8.  Acknowledgments

   The authors would like to thank Marco Tiloca and John Mattsson for
   providing a review of the document.

9.  References

9.1.  Normative References

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              Selander, G., Mattsson, J. P., and F. Palombini,
              "Ephemeral Diffie-Hellman Over COSE (EDHOC)", Work in
              Progress, Internet-Draft, draft-ietf-lake-edhoc-23, 22
              January 2024, <

   [RFC2119]  Bradner, S., "Key words for use in RFCs to Indicate
              Requirement Levels", BCP 14, RFC 2119,
              DOI 10.17487/RFC2119, March 1997,

   [RFC5869]  Krawczyk, H. and P. Eronen, "HMAC-based Extract-and-Expand
              Key Derivation Function (HKDF)", RFC 5869,
              DOI 10.17487/RFC5869, May 2010,

   [RFC6955]  Schaad, J. and H. Prafullchandra, "Diffie-Hellman Proof-
              of-Possession Algorithms", RFC 6955, DOI 10.17487/RFC6955,
              May 2013, <>.

   [RFC7252]  Shelby, Z., Hartke, K., and C. Bormann, "The Constrained
              Application Protocol (CoAP)", RFC 7252,
              DOI 10.17487/RFC7252, June 2014,

   [RFC7925]  Tschofenig, H., Ed. and T. Fossati, "Transport Layer
              Security (TLS) / Datagram Transport Layer Security (DTLS)
              Profiles for the Internet of Things", RFC 7925,
              DOI 10.17487/RFC7925, July 2016,

   [RFC7959]  Bormann, C. and Z. Shelby, Ed., "Block-Wise Transfers in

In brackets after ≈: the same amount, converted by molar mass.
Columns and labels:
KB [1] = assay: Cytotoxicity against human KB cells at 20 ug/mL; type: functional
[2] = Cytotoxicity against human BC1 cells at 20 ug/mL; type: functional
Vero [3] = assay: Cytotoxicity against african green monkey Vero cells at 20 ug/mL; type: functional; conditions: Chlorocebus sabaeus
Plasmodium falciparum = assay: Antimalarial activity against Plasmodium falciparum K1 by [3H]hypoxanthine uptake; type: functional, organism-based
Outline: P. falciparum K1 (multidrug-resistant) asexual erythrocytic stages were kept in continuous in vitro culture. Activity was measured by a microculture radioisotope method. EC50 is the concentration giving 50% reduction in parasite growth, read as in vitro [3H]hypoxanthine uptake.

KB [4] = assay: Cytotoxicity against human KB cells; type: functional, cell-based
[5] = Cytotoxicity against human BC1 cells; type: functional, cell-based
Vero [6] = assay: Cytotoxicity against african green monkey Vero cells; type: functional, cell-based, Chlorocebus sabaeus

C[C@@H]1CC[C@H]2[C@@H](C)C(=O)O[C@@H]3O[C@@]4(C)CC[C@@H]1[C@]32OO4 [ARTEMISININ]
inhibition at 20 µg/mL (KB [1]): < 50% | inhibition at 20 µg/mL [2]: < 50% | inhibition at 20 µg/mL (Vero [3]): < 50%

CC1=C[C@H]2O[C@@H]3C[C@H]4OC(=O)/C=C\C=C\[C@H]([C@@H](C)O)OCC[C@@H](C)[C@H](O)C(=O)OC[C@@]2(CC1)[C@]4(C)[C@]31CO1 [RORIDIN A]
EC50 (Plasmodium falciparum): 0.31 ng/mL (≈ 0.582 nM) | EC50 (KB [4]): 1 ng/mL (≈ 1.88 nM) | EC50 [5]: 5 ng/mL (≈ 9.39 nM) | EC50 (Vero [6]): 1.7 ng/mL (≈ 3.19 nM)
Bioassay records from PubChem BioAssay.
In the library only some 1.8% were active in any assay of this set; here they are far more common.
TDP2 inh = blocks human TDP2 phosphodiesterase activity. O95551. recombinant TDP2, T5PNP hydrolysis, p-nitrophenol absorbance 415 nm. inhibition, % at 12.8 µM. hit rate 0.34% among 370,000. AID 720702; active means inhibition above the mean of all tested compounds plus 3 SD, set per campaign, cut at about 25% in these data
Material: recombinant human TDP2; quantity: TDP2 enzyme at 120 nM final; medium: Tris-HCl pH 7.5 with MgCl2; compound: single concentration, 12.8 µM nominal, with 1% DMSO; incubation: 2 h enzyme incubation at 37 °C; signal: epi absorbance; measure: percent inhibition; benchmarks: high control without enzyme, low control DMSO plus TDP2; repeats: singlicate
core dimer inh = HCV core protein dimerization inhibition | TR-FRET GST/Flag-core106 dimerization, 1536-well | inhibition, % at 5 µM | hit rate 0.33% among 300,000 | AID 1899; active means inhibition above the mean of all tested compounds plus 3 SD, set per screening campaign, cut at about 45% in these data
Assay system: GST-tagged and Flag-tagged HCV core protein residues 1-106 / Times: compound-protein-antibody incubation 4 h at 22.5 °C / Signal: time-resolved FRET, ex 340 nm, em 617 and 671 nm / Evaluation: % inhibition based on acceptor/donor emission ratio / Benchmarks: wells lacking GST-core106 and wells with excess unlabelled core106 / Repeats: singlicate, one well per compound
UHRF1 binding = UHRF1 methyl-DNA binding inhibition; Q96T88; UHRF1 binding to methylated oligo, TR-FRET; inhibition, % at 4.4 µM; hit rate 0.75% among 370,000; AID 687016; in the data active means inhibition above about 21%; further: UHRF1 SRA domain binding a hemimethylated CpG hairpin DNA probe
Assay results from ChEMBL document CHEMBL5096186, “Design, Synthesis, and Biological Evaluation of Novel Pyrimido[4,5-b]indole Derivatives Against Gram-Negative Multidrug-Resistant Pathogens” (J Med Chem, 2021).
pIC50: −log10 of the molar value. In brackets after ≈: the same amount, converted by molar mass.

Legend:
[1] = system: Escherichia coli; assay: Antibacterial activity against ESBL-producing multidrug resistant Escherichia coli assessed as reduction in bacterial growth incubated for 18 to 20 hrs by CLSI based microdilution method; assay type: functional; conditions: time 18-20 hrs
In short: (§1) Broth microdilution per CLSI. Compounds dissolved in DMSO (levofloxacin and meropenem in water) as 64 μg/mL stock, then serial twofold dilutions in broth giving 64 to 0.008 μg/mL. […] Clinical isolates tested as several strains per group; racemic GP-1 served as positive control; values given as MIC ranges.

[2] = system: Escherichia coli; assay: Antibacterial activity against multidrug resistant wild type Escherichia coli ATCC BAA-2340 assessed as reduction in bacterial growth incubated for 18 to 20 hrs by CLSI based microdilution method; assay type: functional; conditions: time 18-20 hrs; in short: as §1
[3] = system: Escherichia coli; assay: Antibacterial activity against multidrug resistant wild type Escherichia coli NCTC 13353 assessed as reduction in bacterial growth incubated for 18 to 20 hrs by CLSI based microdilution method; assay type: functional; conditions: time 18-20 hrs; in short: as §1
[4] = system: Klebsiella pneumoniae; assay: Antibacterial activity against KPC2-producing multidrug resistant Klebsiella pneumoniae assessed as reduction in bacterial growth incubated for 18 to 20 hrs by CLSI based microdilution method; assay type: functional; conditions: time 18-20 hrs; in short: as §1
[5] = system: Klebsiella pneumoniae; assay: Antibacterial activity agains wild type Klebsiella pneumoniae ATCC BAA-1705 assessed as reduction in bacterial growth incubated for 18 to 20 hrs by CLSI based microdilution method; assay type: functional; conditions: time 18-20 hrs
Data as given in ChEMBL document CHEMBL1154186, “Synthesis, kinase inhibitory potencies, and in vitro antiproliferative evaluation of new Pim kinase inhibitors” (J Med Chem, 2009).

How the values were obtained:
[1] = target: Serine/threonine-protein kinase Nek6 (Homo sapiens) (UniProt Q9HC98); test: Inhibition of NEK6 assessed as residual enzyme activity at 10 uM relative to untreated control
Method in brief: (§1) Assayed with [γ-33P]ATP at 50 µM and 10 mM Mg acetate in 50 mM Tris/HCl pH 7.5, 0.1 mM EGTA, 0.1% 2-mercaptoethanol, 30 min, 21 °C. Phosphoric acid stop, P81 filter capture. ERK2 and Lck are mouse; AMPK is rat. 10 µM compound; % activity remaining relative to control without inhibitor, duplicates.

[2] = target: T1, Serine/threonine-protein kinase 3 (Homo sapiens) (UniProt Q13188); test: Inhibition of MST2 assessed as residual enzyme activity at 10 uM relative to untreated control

the Constrained Application Protocol (CoAP)", RFC 7959,
              DOI 10.17487/RFC7959, August 2016,

   [RFC8174]  Leiba, B., "Ambiguity of Uppercase vs Lowercase in RFC
              2119 Key Words", BCP 14, RFC 8174, DOI 10.17487/RFC8174,
              May 2017, <>.

   [RFC8613]  Selander, G., Mattsson, J., Palombini, F., and L. Seitz,
              "Object Security for Constrained RESTful Environments
              (OSCORE)", RFC 8613, DOI 10.17487/RFC8613, July 2019,

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   [RFC8949]  Bormann, C. and P. Hoffman, "Concise Binary Object
              Representation (CBOR)", STD 94, RFC 8949,
              DOI 10.17487/RFC8949, December 2020,

   [RFC9052]  Schaad, J., "CBOR Object Signing and Encryption (COSE):
              Structures and Process", STD 96, RFC 9052,
              DOI 10.17487/RFC9052, August 2022,

   [RFC9053]  Schaad, J., "CBOR Object Signing and Encryption (COSE):
              Initial Algorithms", RFC 9053, DOI 10.17487/RFC9053,
              August 2022, <>.

   [RFC9148]  van der Stok, P., Kampanakis, P., Richardson, M., and S.
              Raza, "EST-coaps: Enrollment over Secure Transport with
              the Secure Constrained Application Protocol", RFC 9148,
              DOI 10.17487/RFC9148, April 2022,

9.2.  Informative References

              Palombini, F., Tiloca, M., Höglund, R., Hristozov, S., and
              G. Selander, "Using Ephemeral Diffie-Hellman Over COSE
              (EDHOC) with the Constrained Application Protocol (CoAP)
              and Object Security for Constrained RESTful Environments
              (OSCORE)", Work in Progress, Internet-Draft, draft-ietf-
              core-oscore-edhoc-10, 29 November 2023,

              Tiloca, M., Selander, G., Palombini, F., Mattsson, J. P.,
              and J. Park, "Group Object Security for Constrained
              RESTful Environments (Group OSCORE)", Work in Progress,
              Internet-Draft, draft-ietf-core-oscore-groupcomm-20, 2
              September 2023, <

              Mattsson, J. P., Selander, G., Raza, S., Höglund, J., and